On June 14 and 15, Intercourse Community Park (3730 Old Philadelphia Pike, Gordonville, 717- 768-8585, http://www.intercourseheritagedays.com) will host “Intercourse Heritage Days.”

Activities will include “A Taste of Intercourse,” a pedal tractor pull, a petting zoo, a spelling bee, a volleyball tournament, a baking contest, music by the Sunny Side Blue Grass Band, a fire truck demonstration, and the “Heritage Display of History of Intercourse.”

Also featured will be the “Pancake and Sausage Breakfast in the Park,” “Seventh Annual Run, Ride, Walk & Scoot Activities,” a volleyball tournament, and juggler Chris Ivey. Saturday’s schedule also features balloon twisting and face painting, “A Taste of Intercourse,” a “Kids Variety Show,” an antique tractor show and a fireworks display at dusk (Saturday only).

“Heritage Events,” which will be presented throughout the day, include demonstrations of horseshoeing, butchering, sling shooting, and wood carving.

This weekend, collectors of comics, toys, gaming or non-sport trading cards will be making their annual pilgrimage to Philadelphia to attend the (air-conditioned) Wizard World Philadelphia Comic Con at the Pennsylvania Convention Center (1101 Arch Street, Philadelphia, 215-418-4700, www.wizardworld.com).

One of the country’s top pop culture conventions, the annual event, which is running now through June 16 is the largest event of its type on the East Coast and is expected to draw a crowd of more than 25,000 fans.

Wizard World Philadelphia Comic Con will feature movies, comics, toys, video gaming, television, anime, manga, horror, sports, original art, collectibles, contests and movie screenings — along with more than 150 celebrities who will be greeting fans and autographing items and industry professionals representing the best in today’s pop culture.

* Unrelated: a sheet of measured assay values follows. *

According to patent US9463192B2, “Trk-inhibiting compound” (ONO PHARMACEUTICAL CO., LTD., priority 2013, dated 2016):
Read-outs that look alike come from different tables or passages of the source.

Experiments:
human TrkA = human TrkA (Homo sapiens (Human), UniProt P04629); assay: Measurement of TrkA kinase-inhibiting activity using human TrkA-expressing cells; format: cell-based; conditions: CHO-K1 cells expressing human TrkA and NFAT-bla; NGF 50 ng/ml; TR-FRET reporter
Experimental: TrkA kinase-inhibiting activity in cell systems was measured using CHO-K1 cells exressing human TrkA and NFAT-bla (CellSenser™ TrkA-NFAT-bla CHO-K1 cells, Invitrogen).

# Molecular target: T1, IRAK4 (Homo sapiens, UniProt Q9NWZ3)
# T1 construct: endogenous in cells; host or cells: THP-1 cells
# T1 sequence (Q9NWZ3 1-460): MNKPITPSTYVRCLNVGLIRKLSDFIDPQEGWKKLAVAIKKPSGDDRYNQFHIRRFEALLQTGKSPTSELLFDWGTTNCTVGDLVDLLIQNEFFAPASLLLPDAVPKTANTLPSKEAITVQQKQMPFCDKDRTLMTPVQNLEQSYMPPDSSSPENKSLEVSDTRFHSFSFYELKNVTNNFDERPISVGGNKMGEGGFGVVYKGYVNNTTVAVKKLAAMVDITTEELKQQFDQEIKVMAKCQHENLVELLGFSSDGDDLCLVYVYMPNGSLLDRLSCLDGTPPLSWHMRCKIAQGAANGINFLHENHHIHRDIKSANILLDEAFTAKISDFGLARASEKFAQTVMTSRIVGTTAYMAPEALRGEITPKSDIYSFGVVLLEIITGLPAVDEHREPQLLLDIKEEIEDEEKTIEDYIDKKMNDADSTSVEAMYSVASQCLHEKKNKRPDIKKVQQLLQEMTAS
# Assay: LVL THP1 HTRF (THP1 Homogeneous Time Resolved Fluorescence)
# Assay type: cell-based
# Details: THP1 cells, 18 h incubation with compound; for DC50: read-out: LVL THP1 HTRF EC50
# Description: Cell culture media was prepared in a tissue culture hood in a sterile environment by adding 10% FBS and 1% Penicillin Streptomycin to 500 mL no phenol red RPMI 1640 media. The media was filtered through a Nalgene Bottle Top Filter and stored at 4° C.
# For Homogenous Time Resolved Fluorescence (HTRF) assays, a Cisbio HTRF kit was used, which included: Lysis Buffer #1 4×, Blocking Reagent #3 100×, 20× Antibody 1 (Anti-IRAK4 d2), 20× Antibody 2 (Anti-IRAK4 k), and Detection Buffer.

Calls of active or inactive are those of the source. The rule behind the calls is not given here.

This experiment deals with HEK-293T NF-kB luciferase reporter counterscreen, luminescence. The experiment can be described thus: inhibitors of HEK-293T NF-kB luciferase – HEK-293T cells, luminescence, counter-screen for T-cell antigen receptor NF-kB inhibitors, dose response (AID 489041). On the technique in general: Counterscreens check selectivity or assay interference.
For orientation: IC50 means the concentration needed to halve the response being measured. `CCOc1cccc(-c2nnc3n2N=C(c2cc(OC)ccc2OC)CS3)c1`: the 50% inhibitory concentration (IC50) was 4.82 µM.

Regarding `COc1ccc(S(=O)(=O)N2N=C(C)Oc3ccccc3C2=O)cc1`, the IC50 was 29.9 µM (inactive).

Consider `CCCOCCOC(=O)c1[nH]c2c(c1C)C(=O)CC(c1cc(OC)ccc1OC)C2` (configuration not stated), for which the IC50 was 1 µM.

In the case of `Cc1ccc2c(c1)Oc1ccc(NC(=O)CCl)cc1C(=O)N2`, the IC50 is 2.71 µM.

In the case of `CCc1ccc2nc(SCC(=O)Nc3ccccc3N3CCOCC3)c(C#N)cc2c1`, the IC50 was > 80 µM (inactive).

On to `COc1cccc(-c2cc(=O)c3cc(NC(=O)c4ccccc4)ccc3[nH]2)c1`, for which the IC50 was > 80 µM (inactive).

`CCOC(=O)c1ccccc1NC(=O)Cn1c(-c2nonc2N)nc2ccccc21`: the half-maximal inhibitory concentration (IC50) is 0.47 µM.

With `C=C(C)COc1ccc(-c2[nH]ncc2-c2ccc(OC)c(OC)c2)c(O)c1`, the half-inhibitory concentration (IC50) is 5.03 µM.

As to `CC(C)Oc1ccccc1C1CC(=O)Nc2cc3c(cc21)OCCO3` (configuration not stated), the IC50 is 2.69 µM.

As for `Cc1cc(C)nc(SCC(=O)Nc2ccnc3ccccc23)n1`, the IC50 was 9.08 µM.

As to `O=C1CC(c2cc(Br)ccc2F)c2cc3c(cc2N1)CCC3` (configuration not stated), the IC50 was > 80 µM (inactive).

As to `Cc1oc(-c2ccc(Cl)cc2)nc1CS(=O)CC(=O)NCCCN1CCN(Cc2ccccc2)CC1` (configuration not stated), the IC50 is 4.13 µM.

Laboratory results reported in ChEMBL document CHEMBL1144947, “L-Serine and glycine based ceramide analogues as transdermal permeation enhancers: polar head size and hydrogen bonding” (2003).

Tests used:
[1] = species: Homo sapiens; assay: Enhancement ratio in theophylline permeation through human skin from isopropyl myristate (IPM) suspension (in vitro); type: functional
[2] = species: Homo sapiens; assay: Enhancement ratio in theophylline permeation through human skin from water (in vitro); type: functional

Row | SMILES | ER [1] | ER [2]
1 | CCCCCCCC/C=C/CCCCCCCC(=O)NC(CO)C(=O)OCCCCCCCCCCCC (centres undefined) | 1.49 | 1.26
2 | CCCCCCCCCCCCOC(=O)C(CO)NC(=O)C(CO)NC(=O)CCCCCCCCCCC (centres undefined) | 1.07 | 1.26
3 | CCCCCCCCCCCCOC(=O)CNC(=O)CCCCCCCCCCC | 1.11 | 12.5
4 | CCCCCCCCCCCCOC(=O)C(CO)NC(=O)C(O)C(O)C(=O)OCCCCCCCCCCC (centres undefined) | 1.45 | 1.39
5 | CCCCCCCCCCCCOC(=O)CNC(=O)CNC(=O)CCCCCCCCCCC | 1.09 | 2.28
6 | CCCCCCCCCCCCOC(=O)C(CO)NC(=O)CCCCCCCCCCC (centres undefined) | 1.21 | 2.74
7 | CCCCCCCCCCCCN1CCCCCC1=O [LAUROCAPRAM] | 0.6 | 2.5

Some of the top names on the long list of special guests are Ted Danson (“Cheers,” Three Men and a Baby), “Once Upon a Time” stars Lana Parrilla, Rebecca Mader and Jared Gilmore, “Gotham” standouts Ben McKenzie and Morena Baccarin, “The Vampire Diaries” headliner Ian Somerhalder and the “Supergirl” tandem of Mehcad Brooks and Jeremy Jordan and more, along with Wizard World’s Master of Ceremonies, Kato Kaelin.

Other special attractions include comics-themed panels, portfolio reviews, costume contests and “Kids Day” on Sunday with an array of panels and events designed especially for children. Children and adult attendees are encouraged to come dressed as their favorite villain, superhero or pop culture personality for the chance to win special prizes in daily costume contests.

The show also will host hundreds of exhibitors who will be displaying and selling action figures, Anime, movie posters, trading cards, clothing, memorabilia, original artwork and comics.

Tickets are $44.99 on Friday and Sunday and $54.99 on Saturday.  Kids 10 and under are admitted free with paid adult.

Show hours are Friday, June 14, noon-7 p.m.; Saturday, June 15, 10 a.m.-7 p.m.; Sunday, June 16, 10 a.m.-4 p.m.


If it’s June 16 in Philadelphia, it’s time for Bloomsday.

On June 16, Rosenbach Museum & Library (2008-2010 Delancey Place, Philadelphia, 215-732-1600, https://rosenbach.org) is presenting Bloomsday 2019 from 11 a.m.-8 p.m.

The annual event, which is free, is a commemoration of Leopold Bloom and James Joyce’s novel “Ulysses.”